Week 31 – 1 Can of Powdered Milk

Milk is something you’ll really miss when you run out.

Week 32 – 6 Pounds of Rice

Yes, you already have a lot of rice. Get some more.

Week 33 – 12 Cans of Tuna

More protein that isn’t Vienna sausages.

Week 34 – 4oz of Yeast

Get a jar of dried yeast to make your bread rise.

Week 35 – 8 Pounds of Flour

Bread is something else you’ll really miss, so keep expanding your baking supplies.

Week 36 – 1 Pound of Honey

Honey is an amazing sweetener. It also has natural antibiotic properties and can help wounds heal.

Week 37 – 8 Cans of Vegetables

Again, go for variety here.

Week 38 – 6-Pack of Mac And Cheese

Sometimes you need comfort food in a hurry. Mac and cheese is the perfect choice.

Week 39 – 6 Pounds of Pasta

You can’t have enough of this stuff, really.

Week 40 – 6 Pounds of Rice

You can’t have enough of this either.

Week 41 – 6 Pounds of Navy Beans

You know what I’m going to say here.

Week 42 – 3 Cans of Corned Beef Hash

Get some more variety in your protein intake. Hash can be eaten on its own or used to improve pasta sauces.

Week 43 – 8 Cans of Vegetables

You should have enough vegetables by now to make your rice and bean dishes a lot more interesting.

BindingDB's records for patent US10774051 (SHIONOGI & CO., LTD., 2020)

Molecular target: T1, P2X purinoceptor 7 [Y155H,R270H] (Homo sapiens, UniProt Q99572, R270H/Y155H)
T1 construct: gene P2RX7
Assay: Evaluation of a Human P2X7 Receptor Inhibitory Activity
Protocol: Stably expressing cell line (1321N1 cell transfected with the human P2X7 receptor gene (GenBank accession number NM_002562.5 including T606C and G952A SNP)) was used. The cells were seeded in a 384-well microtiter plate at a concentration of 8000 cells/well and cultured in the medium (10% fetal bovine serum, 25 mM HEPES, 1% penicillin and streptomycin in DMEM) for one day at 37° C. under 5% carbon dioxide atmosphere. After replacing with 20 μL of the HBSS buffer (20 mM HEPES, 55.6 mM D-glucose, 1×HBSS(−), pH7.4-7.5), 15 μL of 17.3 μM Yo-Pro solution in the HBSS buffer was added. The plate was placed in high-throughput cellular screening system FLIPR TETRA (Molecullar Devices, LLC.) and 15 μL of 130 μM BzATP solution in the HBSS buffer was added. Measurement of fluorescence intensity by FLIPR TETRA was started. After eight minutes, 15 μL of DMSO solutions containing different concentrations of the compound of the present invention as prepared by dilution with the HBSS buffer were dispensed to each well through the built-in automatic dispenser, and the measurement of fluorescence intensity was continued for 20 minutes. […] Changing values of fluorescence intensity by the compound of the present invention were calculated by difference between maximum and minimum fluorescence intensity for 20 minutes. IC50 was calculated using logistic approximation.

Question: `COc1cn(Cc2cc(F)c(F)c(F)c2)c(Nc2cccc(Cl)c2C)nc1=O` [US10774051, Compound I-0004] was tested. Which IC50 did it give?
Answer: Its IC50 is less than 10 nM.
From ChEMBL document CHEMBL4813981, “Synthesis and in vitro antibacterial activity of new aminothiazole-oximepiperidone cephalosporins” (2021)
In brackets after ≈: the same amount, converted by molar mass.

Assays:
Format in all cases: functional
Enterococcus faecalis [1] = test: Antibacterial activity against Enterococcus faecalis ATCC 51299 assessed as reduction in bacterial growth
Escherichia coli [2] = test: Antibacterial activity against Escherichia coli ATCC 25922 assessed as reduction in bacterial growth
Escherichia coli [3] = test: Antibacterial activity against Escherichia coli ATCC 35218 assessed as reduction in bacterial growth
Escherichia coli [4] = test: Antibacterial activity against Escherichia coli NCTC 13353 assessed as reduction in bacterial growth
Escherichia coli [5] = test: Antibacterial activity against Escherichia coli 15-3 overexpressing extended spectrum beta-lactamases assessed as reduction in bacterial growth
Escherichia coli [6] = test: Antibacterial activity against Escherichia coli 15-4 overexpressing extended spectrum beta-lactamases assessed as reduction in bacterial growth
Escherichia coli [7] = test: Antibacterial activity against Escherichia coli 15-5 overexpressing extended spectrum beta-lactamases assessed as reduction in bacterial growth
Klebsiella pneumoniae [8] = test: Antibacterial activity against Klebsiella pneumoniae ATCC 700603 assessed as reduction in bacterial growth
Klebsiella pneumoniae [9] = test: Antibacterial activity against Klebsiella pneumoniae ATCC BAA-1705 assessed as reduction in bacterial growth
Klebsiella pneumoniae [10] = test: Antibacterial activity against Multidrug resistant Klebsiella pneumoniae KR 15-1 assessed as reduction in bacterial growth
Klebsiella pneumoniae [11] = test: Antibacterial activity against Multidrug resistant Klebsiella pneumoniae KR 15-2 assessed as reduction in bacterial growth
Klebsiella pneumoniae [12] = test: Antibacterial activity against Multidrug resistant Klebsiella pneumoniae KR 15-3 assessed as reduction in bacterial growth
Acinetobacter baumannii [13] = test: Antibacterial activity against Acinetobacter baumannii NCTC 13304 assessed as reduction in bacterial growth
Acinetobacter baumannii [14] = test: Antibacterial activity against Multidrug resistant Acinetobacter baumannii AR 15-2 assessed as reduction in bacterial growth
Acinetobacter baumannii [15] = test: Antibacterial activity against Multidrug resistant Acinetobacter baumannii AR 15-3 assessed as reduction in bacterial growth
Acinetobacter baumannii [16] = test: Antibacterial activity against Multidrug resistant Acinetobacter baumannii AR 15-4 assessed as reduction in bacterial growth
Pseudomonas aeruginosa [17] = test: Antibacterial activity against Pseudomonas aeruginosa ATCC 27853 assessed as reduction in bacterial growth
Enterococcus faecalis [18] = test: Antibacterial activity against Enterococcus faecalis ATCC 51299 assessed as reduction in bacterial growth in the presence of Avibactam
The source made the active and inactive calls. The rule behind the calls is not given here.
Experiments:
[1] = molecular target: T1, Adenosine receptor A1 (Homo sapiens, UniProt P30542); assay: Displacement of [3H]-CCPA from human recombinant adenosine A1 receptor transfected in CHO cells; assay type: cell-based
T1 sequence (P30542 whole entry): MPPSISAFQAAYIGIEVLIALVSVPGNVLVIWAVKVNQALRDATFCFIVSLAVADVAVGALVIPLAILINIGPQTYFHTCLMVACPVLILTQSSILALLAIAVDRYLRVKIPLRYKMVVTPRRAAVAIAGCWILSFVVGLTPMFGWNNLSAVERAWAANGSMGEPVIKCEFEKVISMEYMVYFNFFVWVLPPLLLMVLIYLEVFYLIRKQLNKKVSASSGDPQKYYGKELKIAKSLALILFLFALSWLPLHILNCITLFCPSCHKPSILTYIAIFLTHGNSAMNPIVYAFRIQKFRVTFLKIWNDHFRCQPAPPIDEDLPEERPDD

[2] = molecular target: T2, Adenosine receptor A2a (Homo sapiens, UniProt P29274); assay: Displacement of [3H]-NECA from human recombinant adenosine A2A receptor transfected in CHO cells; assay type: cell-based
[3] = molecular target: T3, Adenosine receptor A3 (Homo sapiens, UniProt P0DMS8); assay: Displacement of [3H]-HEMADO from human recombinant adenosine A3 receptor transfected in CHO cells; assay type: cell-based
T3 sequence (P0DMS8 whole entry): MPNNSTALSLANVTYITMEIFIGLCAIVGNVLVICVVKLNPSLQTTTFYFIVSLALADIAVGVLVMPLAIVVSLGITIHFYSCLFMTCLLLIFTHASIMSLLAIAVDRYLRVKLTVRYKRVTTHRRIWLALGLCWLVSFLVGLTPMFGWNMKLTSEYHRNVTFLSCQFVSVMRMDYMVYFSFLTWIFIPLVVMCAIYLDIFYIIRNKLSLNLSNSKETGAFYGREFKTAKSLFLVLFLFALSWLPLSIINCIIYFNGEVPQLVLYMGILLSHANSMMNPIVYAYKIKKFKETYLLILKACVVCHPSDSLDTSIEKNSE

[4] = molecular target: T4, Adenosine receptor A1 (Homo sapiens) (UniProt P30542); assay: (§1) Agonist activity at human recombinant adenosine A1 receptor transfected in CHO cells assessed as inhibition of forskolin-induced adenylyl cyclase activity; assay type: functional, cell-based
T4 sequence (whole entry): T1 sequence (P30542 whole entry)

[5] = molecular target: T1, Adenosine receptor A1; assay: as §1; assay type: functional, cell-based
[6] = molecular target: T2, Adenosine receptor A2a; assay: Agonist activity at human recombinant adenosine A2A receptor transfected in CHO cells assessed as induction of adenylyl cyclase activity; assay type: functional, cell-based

Week 44 – 10 Pounds of Sugar

There are ways to make sugar yourself, but it’s much easier to buy the stuff and spend your time collecting other foods.

Week 45 – 12 Cans of Vienna Sausages

I really hope you like these.

Week 46 – 10 Cans of Tomato Sauce

By now you have enough ingredients and spices to turn this stuff into some pretty tasty recipes.

Week 47 – 2 Gallons of White Vinegar

Vinegar improves a lot of recipes and has plenty other uses around the home.

Week 48 – 6 Pounds of Rice

Relax; this is the last load of rice.

Week 49 – 8 Pounds of Pinto Beans

And these are the last beans.

Week 50 – 4 Cans of Chicken

A lot of prepper stockpiles are low on meat. Avoid that by adding more chicken.

Week 51 – 4 Pounds of Peanut Butter

Peanut butter is energy-dense and easy to digest, so it’s a good way to get calories into someone who’s unwell.

Week 52 – 8 Cans of Vegetables

Beans and rice are a lot less boring when you mix some vegetables in.

If you follow this shopping plan, after a year you’ll have a massive 295 pound stockpile of food. The core of it is 36 pounds of rice, 40 pounds of beans, 18 pounds of pasta and 16 pounds of flour.

To add protein, other nutrients and of course variety you’ll also have 30 cans of tomato sauce, 40 cans of vegetables, 16 cans of fruit and 67 cans of meat or fish. On top of that you have salt, spices and some other extras that will let you turn your stockpile into tasty meals.

Best of all, it’s done without having to make a single huge purchase; just skip a couple of bottles of soda or bags of snacks each week, and you can spend the money on building up a valuable emergency supply instead.


On a different note, here’s some other self-sufficiency and preparedness solutions recommended for you:

The Lost Ways (The vital self-sufficiency lessons our great grand-fathers left us)